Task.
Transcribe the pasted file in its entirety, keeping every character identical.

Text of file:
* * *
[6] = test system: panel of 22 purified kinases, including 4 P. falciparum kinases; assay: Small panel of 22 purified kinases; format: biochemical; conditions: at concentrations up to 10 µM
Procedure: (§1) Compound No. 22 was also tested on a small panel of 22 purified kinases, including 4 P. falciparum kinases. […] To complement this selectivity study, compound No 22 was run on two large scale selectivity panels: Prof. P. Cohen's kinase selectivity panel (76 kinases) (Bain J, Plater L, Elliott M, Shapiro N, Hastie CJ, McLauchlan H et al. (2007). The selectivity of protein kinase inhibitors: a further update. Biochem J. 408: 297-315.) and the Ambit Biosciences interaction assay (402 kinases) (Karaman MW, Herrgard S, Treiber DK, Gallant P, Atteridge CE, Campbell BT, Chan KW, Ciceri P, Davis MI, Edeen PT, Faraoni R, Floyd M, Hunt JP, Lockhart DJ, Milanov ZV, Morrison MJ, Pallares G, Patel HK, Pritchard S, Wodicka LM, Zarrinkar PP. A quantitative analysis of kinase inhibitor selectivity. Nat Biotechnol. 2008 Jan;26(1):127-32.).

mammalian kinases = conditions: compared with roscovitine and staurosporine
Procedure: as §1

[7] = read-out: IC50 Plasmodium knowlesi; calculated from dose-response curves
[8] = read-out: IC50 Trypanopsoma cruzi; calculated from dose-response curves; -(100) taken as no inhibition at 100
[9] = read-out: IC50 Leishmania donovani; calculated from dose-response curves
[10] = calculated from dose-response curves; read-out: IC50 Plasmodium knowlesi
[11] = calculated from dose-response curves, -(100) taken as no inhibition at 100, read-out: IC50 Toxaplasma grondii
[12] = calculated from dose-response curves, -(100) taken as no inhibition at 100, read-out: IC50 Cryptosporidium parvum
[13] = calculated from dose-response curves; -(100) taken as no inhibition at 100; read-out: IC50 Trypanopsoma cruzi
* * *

[6] = test system: panel of 22 purified kinases, including 4 P. falciparum kinases; assay: Small panel of 22 purified kinases; format: biochemical; conditions: at concentrations up to 10 µM
Procedure: (§1) Compound No. 22 was also tested on a small panel of 22 purified kinases, including 4 P. falciparum kinases. […] To complement this selectivity study, compound No 22 was run on two large scale selectivity panels: Prof. P. Cohen's kinase selectivity panel (76 kinases) (Bain J, Plater L, Elliott M, Shapiro N, Hastie CJ, McLauchlan H et al. (2007). The selectivity of protein kinase inhibitors: a further update. Biochem J. 408: 297-315.) and the Ambit Biosciences interaction assay (402 kinases) (Karaman MW, Herrgard S, Treiber DK, Gallant P, Atteridge CE, Campbell BT, Chan KW, Ciceri P, Davis MI, Edeen PT, Faraoni R, Floyd M, Hunt JP, Lockhart DJ, Milanov ZV, Morrison MJ, Pallares G, Patel HK, Pritchard S, Wodicka LM, Zarrinkar PP. A quantitative analysis of kinase inhibitor selectivity. Nat Biotechnol. 2008 Jan;26(1):127-32.).

mammalian kinases = conditions: compared with roscovitine and staurosporine
Procedure: as §1

[7] = read-out: IC50 Plasmodium knowlesi; calculated from dose-response curves
[8] = read-out: IC50 Trypanopsoma cruzi; calculated from dose-response curves; -(100) taken as no inhibition at 100
[9] = read-out: IC50 Leishmania donovani; calculated from dose-response curves
[10] = calculated from dose-response curves; read-out: IC50 Plasmodium knowlesi
[11] = calculated from dose-response curves, -(100) taken as no inhibition at 100, read-out: IC50 Toxaplasma grondii
[12] = calculated from dose-response curves, -(100) taken as no inhibition at 100, read-out: IC50 Cryptosporidium parvum
[13] = calculated from dose-response curves; -(100) taken as no inhibition at 100; read-out: IC50 Trypanopsoma cruzi